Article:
> > Using memcache for the token backend is not the best approach as the token
> > backend (up through icehouse and in some cases will hold true for Juno)
> > assumes stable storage for at least the life of the token.
> > I agree with Josh, we are likely using memcached incorrectly in a number
> > of cases.
> > --Morgan
> > On Thursday, August 21, 2014, Joshua Harlow wrote:
> >> +1 for this, remember the 'cache' in memcache *strongly* indicates what
> >> it should be used for.
> >> A useful link to read over @
> >> http://joped.com/2009/03/a-rant-about-proper-memcache-usage/
> >> -Josh
> >> On Aug 21, 2014, at 11:19 AM, Clint Byrum wrote:
> >> > Excerpts from Joe Topjian's message of 2014-08-14 09:09:59 -0700:
> >> >> Hello,
> >> >>
> >> >> I have an OpenStack cloud with two HA cloud controllers. Each
> >> controller
> >> >> runs the standard controller components: glance, keystone, nova minus
> >> >> compute and network, cinder, horizon, mysql, rabbitmq, and memcached.
> >> >>
> >> >> Everything except memcached is accessed through haproxy and everything
> >> is
> >> >> working great (well, rabbit can be finicky ... I might post about that
> >> if
> >> >> it continues).
> >> >>
> >> >> The problem I currently have is how to effectively work with memcached
> >> in
> >> >> this environment. Since all components are load balanced, they need
> >> access
> >> >> to the same memcached servers. That's solved by the ability to specify
> >> >> multiple memcached servers in the various openstack config files.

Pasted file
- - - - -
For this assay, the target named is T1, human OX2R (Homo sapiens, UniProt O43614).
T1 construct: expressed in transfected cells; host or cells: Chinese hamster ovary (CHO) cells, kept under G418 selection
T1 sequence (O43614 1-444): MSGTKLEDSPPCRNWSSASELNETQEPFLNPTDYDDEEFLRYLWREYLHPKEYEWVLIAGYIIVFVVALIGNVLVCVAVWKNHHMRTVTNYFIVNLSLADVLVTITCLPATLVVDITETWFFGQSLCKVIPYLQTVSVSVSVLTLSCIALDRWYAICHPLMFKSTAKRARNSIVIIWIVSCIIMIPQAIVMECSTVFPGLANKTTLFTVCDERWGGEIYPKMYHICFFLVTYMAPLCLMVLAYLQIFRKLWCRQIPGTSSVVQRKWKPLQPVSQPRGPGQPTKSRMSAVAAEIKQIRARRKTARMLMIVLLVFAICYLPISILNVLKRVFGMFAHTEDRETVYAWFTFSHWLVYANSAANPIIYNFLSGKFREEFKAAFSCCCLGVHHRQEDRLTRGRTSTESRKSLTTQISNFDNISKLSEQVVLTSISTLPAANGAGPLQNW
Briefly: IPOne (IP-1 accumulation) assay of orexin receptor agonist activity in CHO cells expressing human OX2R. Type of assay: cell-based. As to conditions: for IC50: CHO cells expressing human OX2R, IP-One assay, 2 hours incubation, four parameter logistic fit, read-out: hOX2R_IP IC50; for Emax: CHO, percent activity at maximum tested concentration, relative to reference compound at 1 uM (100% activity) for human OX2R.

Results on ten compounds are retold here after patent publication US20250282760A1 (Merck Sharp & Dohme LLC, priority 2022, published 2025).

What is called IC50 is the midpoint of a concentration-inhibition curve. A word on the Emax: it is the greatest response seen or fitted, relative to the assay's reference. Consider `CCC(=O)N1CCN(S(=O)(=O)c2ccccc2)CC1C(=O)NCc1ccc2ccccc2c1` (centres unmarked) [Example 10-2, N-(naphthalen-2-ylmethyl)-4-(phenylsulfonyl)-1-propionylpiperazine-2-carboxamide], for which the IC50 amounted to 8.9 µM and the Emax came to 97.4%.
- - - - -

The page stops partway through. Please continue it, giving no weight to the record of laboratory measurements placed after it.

> >> >>
> >> >> But if I take a server down for maintenance, I notice a 2-3 second
> >> delay in
> >> >> all requests. I've confirmed it's memcached by editing the list of
> >> >> memcached servers in the config files and the delay goes away.
> >> >
> >> > I've seen a few responses to this that show a _massive_ misunderstanding
> >> > of how memcached is intended to work.
> >> >
> >> > Memcached should never need to be load balanced at the connection
> >> > level. It has a consistent hash ring based on the keys to handle
> >> > load balancing and failover. If you have 2 servers, and 1 is gone,
> >> > the failover should happen automatically. This gets important when you
> >> > have, say, 5 memcached servers as it means that given 1 failed server,
> >> > you retain n-1 RAM for caching.
> >> >
> >> > What I suspect is happening is that we're not doing that right by
> >> > either not keeping persistent connections, or retrying dead servers
> >> > too aggressively.
> >> >
> >> > In fact, it looks like the default one used in oslo-incubator's
> >> > 'memorycache', the 'memcache' driver, will by default retry dead servers
> >> > every 30 seconds, and wait 3 seconds for a timeout, which probably
> >> > matches the behavior you see. None of the places I looked in Nova seem
> >> > to allow passing in a different dead_retry or timeout. In my experience,
> >> > you probably want something like dead_retry == 600, so only one slow
> >> > operation every 10 minutes per process (so if you have 10 nova-api's
> >> > running, that's 10 requests every 10 minutes).
> >> >
> >> > It is also possible that some of these objects are being re-created on
> >> > every request, as is common if caching is implemented too deep inside
> >> > "middleware" and not at the edges of a solution. I haven't dug deep
> >> > enough in, but suffice to say, replicating and load balancing may be the
> >> > cheaper solution to auditing the code and fixing it at this point.
> >> >